Marching to the beat of freedom again

The figures of author Jack Kerouac (left) and Neal Cassady are painted on the wall of the Beat Museum in the North Beach neighborhood in San Francisco. Kerouac and the Beat poets called the cafes and bars of the neighborhood home and many of their favorite haunts still exist
The figures of author Jack Kerouac (left) and Neal Cassady are painted on the wall of the Beat Museum in the North Beach neighborhood in San Francisco. Kerouac and the Beat poets called the cafes and bars of the neighborhood home and many of their favorite haunts still exist

It looks like cinematically at least, the Beats are back in favour and Jack Kerouac once again tops the A list of “cool”.

Today it is sobering to observe that we hear any number of catchphrases and musical refrains, once heavily freighted with youthful idealism, blowing through numberless television commercials and jingles.

Copyright doesn't so much protect one's rights as create market value. A lyric once seen as valued social comment now endorses a brand name and in so doing transforms whatever may have remained of honourable or ethical value into product.

Anyway, so the Beat Movement was born, and I suppose, like God (a real cool cat) beat means different things to different people - beatific/synaptic/syncopated or as defined by Kerouac in a television interview, "sympathetic".

Regardless of all the validity, huff and puffing against the "establishment" through drugs, particularly during this time, LSD, protest marches, and the whole freedom trip - such idealism inevitably opened the door to all manner of literary and artistic charlatans and shysters, no-talent opportunists, who would stake ego-fuelled claims on that very thing called “freedom” in the 1960s.

The American playwright Richard Greenberg has observed that "regardless of economic reality, everybody in America likes to think he's middle-class." Greenberg was echoing President Clinton's statement made in a speech during his first term, that he "wanted to be the president to the middle-classes". A statement, which he says shocked him at the time, until he realised that such a wish exists alongside every God-fearing citizen's democratic right to a share in the American Dream.

Such remarks are tied up with promises of the economic benefits bestowed equally on all; health care, education, housing, etc. The youth revolution and movements of the 1960s, tailing out into the 1970s, were at base a middle class phenomenon - though at a deeper level this was more a dream of absorption and predominating world culture. Freedom became Cultural Imperialism.

You can't imagine, for instance, peace, love and flowers being benignly celebrated in the ghettos - not unless it was in a Mel Brooks movie. Nevertheless, the “rights of privilege” came into play in the adult years of these youthful participants whose concerns were more to do with immediate gratification rather than anything long-term, orchestrated specifically for the benefit of human kind.

You could say it was more fashion than future planning. Inevitably, the middle-class mentality closed ranks around itself to preserve that privileged position, and so amongst the middle-aged, so called baby-boomers, you have the spectacle of endless power plays by any number of surviving pretenders - acting in a manner little different from the establishment they laid siege to a generation past claiming for themselves respectability by excluding anyone who confronts the fundamental lie and hypocrisy of these self-styled guardians and arbiters of all things culturally hip, a social privilege, they believe, granted to a very few.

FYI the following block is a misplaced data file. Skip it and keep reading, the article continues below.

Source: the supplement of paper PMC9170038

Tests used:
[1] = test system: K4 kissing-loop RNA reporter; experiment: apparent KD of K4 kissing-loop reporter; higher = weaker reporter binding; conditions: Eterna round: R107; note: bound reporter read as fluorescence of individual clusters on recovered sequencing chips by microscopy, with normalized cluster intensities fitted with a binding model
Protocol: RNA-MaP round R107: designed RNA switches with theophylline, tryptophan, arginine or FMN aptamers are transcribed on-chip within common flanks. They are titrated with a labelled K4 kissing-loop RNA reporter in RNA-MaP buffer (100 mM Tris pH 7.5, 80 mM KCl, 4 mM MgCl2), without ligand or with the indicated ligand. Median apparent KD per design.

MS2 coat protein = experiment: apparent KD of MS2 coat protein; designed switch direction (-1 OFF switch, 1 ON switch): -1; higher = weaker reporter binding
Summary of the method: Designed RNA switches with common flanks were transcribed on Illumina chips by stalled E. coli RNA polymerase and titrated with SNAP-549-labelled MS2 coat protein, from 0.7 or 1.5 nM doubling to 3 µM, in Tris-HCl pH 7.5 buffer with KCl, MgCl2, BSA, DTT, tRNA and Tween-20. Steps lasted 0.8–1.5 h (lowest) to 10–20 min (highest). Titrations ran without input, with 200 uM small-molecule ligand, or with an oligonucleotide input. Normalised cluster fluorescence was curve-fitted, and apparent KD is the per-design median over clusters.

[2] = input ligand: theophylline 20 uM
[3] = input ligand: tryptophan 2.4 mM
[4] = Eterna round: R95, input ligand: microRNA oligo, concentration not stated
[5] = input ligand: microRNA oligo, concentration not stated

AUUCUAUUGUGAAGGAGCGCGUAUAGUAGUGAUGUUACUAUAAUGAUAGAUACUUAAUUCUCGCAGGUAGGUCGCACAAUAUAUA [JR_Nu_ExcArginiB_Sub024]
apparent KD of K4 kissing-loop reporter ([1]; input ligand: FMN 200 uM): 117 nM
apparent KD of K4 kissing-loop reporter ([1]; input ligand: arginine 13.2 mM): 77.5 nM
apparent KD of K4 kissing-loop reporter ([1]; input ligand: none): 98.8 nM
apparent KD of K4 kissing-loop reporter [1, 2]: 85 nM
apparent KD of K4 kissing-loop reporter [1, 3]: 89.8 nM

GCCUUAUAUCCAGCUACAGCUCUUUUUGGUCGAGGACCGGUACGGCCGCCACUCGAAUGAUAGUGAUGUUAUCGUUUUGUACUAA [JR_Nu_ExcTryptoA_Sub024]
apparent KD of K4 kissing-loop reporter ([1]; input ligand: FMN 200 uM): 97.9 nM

But there again, every cultural genre was affected by the Beat Movement. There are legions of Beat poets and musicians who filled the coffee houses in Greenwich Village and San Francisco during those years.

Gerry Mulligan in 1952 with his baritone sax departed the brownstone canyons of NYC, hitched west to the California girls with eyes blue-bright as swimming pools, into the cool, west coast sounds of Pacific Jazz just waiting for Gerry to turn up and make it happen. And there he ran into Chet Baker, and they got into the big band jazz ensembles, played some smooth figures together, and the rest is recorded counterpoint and history.

Gerry made the baritone sax popular in the territory where alto and tenor sax had hitherto reigned supreme. And in his time, the jazz clubs gave birth to another legend, that of chic heroin, pimps and prostitutes; the cool of the 1950s, or at least, so it was in the jazz world, but that cool faded out with the close of the decade, and Gerry, whose heyday lay behind him, could never quite got a handle that whole 1960s thing anyhow. Everyone at some time gets to vote on happiness.

That great corridor through which the American Dream passes (in real time, Highway 61 has fallen into disrepair and exists as a tawdry tourist strip) is maneuvered anew with each generation. By now the mythical journey “to the land vaguely realising westward”, as Robert Frost laid down, as though in the aftermath of the dream, in his poem, The Gift Outright had re-routed northwest through conifer country and retreated into the last habitable wilderness (Alaska waits) up there in software city, Seattle - giving onto grizzly country. But back in the largest gay city in America with the 1970s cooling off, playground for most emerging and alternative lifestyles, the women of San Francisco had an expression, straight guys are at a premium.

I was straight. I was too late for the Beats but did spend seven months in San Francisco in 1979.

Stephen Oliver has published several volumes of poetry including Harmonic and more recently Apocrypha. He freelances as voice artist/writer. He resides in the north King Country.

Waikato Times